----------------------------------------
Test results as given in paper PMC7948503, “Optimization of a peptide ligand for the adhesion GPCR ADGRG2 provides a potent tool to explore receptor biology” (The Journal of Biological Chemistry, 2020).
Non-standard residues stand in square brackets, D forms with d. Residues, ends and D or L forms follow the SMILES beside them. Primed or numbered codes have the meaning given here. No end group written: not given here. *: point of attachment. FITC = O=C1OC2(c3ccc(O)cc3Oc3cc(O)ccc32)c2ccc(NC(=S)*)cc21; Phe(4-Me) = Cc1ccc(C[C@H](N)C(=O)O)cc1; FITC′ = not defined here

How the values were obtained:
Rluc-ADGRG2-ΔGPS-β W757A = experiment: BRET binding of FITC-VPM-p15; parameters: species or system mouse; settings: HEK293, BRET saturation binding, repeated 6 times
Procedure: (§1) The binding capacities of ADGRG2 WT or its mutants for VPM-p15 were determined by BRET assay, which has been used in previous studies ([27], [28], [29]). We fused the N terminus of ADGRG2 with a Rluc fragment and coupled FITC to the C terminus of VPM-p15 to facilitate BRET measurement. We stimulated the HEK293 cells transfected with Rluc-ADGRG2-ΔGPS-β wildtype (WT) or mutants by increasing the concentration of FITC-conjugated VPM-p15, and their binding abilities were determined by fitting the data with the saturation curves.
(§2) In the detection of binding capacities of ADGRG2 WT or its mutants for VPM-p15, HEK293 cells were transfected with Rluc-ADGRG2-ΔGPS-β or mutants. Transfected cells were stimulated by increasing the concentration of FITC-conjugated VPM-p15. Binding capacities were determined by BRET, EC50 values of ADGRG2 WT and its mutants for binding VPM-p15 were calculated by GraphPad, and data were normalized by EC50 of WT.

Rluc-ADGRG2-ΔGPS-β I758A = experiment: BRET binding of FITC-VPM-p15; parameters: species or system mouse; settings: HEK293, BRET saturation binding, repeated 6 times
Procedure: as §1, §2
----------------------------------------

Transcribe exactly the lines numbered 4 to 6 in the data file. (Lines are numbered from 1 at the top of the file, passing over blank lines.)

Rluc-ADGRG2-ΔGPS-β W757A = experiment: BRET binding of FITC-VPM-p15; parameters: species or system mouse; settings: HEK293, BRET saturation binding, repeated 6 times
Procedure: (§1) The binding capacities of ADGRG2 WT or its mutants for VPM-p15 were determined by BRET assay, which has been used in previous studies ([27], [28], [29]). We fused the N terminus of ADGRG2 with a Rluc fragment and coupled FITC to the C terminus of VPM-p15 to facilitate BRET measurement. We stimulated the HEK293 cells transfected with Rluc-ADGRG2-ΔGPS-β wildtype (WT) or mutants by increasing the concentration of FITC-conjugated VPM-p15, and their binding abilities were determined by fitting the data with the saturation curves.
(§2) In the detection of binding capacities of ADGRG2 WT or its mutants for VPM-p15, HEK293 cells were transfected with Rluc-ADGRG2-ΔGPS-β or mutants. Transfected cells were stimulated by increasing the concentration of FITC-conjugated VPM-p15. Binding capacities were determined by BRET, EC50 values of ADGRG2 WT and its mutants for binding VPM-p15 were calculated by GraphPad, and data were normalized by EC50 of WT.